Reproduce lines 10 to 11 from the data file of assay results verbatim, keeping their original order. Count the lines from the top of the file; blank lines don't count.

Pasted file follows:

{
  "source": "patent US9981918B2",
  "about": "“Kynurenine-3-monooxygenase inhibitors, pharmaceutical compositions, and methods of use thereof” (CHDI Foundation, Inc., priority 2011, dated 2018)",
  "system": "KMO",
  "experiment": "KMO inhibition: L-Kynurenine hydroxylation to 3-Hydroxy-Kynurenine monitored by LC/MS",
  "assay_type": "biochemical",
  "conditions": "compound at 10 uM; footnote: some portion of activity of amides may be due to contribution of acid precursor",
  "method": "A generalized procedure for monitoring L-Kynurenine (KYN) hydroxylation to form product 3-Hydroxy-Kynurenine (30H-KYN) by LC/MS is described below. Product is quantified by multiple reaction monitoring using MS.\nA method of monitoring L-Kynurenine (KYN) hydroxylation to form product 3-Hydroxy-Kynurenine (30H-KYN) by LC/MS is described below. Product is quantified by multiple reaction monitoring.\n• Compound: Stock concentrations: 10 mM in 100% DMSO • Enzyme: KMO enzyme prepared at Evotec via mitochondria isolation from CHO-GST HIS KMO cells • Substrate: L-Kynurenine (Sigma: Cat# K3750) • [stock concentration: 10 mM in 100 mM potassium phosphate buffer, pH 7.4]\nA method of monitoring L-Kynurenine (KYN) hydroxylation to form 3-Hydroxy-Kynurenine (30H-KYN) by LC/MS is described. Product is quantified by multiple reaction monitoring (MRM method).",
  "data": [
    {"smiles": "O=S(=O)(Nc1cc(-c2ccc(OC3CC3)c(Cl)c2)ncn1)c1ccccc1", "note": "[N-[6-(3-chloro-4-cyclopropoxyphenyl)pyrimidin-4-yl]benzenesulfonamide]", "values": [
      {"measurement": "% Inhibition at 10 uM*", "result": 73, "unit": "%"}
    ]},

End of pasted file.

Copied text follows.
    {"smiles": "O=S(=O)(Nc1cc(-c2ccc(OC3CC3)c(Cl)c2)ncn1)c1ccccc1", "note": "[N-[6-(3-chloro-4-cyclopropoxyphenyl)pyrimidin-4-yl]benzenesulfonamide]", "values": [
      {"measurement": "% Inhibition at 10 uM*", "result": 73, "unit": "%"}